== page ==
Mt. St. Helens

I wore a bright red warm ski parka and wool pants that covered my long athletic legs, but definitely the feeling of the cool clouds, fog, and mountain air blowing was intense.  Seems like it was breezing right through me. Shivering, I  breathed in big gasps trying to acclimatize to the high altitude of 9,600 feet as I climbed slowly up a steep mountain side. The leather boots steadily stepped in the ice and snow. They were sturdy and heavy, they fitted over woolen socks, and I felt the pointed and steely crampons attached on the soles. The warm hat and mittens I wore over my youthful 18-year-old head and hands, still the chilling cold on my face which was very icy and damp made my nose constantly drip. The sharp-pointed ice ax that I had learned how to use at a mountaineers training camp last fall time, felt assuring in my hand.  The axe was placed in front of me to help me climb up ice steps, or used to help steady myself on the many footsteps needed to climb to get to the top of the tall cascade mountain looming in front of me.  Still the mountain snow, ice and weather had me grasping as I carefully place the ice ax and precisely and followed my older sister up the angled snow field to the top of Mount St. Helens in Washington. Her strong  boyfriend and other climbing buddies were 1000 feet in front and I could not see them through the early morning light and mountain weather, we were struggling to keep up. Cindy my sister kept saying “slow and steady wins the race.”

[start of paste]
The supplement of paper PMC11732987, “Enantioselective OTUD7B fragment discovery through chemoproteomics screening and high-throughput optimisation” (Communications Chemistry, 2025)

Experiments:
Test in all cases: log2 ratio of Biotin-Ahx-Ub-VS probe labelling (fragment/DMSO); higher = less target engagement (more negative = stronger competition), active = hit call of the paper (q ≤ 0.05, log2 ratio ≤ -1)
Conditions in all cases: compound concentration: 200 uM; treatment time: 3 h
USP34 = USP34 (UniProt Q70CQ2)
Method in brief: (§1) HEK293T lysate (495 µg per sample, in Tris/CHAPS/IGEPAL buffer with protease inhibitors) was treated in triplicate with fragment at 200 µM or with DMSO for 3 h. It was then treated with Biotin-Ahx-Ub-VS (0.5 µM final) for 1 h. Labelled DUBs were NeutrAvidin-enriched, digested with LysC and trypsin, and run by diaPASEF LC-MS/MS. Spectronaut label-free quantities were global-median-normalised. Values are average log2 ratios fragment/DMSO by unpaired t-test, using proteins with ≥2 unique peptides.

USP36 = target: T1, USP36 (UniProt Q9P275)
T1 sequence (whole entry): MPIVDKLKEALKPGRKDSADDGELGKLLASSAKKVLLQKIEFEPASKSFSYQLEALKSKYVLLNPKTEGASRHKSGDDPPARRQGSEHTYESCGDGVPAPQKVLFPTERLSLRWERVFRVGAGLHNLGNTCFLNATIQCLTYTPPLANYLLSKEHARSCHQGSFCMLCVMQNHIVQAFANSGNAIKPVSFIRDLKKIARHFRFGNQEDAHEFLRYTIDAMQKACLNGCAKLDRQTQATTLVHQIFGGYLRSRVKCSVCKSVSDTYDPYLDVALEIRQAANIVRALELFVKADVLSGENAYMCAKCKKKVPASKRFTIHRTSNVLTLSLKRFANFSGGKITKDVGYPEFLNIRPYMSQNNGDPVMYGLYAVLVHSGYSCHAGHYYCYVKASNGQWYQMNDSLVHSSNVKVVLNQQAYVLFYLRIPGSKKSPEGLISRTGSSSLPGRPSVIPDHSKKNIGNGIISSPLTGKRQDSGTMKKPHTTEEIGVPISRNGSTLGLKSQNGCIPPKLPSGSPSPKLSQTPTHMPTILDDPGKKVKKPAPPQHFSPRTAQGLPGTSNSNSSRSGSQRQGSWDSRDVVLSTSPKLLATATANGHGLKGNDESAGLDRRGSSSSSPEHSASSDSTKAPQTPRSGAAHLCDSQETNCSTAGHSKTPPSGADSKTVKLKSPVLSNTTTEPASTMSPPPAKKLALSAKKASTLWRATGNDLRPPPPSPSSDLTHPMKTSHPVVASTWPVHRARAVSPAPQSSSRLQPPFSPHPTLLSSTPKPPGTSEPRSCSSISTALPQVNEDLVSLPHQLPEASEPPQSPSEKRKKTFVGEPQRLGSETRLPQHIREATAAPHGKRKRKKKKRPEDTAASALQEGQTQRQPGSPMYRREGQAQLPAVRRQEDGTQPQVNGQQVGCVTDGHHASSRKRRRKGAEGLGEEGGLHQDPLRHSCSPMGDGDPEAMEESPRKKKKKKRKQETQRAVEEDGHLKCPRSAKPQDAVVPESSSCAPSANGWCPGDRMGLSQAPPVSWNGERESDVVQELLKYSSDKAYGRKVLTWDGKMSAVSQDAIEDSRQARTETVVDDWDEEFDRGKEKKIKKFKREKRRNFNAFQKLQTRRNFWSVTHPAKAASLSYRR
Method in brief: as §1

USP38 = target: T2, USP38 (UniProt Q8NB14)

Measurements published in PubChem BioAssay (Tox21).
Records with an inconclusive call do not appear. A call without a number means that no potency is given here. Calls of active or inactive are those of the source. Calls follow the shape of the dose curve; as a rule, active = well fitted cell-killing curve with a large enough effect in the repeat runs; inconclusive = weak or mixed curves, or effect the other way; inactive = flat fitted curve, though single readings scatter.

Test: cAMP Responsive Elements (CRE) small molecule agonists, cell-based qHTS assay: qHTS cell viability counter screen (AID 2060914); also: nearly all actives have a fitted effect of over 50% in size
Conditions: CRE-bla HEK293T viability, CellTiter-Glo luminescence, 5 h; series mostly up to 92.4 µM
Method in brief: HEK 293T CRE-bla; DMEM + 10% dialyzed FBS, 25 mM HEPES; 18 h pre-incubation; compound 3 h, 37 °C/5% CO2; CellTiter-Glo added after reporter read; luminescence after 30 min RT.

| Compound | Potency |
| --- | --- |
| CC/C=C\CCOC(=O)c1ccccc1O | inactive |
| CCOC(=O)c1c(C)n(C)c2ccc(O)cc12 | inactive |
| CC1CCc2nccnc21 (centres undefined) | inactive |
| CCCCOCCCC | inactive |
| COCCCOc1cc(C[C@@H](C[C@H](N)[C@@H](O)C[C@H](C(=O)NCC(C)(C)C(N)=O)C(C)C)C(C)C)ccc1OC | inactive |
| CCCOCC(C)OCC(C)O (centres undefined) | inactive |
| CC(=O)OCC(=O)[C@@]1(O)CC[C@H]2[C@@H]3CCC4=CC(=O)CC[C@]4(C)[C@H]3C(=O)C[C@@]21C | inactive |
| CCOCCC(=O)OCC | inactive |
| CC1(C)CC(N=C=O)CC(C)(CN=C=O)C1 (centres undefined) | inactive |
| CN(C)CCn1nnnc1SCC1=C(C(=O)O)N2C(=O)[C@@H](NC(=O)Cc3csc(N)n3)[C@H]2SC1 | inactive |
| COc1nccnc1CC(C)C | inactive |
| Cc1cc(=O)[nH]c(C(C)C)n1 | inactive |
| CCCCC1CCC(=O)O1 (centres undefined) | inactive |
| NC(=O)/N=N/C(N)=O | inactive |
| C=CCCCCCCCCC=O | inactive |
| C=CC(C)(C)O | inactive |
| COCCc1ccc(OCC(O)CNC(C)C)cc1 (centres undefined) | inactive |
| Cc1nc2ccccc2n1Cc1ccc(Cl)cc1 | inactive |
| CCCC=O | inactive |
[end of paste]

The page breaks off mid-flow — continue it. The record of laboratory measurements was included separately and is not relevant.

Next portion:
Suddenly, while stepping up and not gingerly picking up my heavy boots laden with spiky crampons, I caught and could not loosen the ends of my boots with overlapping metal crampons locked. Falling hard, I felt myself slipping dangerously on an icy snow-feild while my body cascaded head first down the mountain. Feeling so alone, scarred and directed towards an out cropping of jagged rocks and scree, my sister yelled “self-arrest.”  This is the action you use to put your whole body weight into the ice ax as you try to lay on top of it with the sharp end in the snow. Miraculously I got turned around by using the ice ax while going dangerously fast down the mountain slop. I felt the ice and heard it crunch and sing as I slid face down putting all my weight on the ax. Positioning my crampons and feet down the slope to help stop the rapid sliding, the smell the icy snow and feel the rough edges of ice next to my eyes and face; I tasted fear and ice. Using all my strength and body weight with my feet and ax, I knew I was going to die. Being a strong youth, and intently focused on self-preservation, so that three feet from the rocky out crop that would have torn through my favorite red parka and heavy wool pants and left me lifeless, I stopped, shakily stood up and gasped deeply the mountain chilled air, relieved.

My sister waved to me many feet up the Mountain, she climbed down to meet me. As I looked around and noted the huge sharp granite boulders and scattered scree, I thanked God for saving my life. We descended and went home, but two years later I climbed to the top of Mt. St. Helens 12 years before it blew its top in an earth quake and spectacular lava flow. Coming close to death I learned deep respect for mountains, really an awesome reverence for them, and how to use  total awareness and strength when climbing. Ice ax training and self-arrest practice comes in handy too.

 

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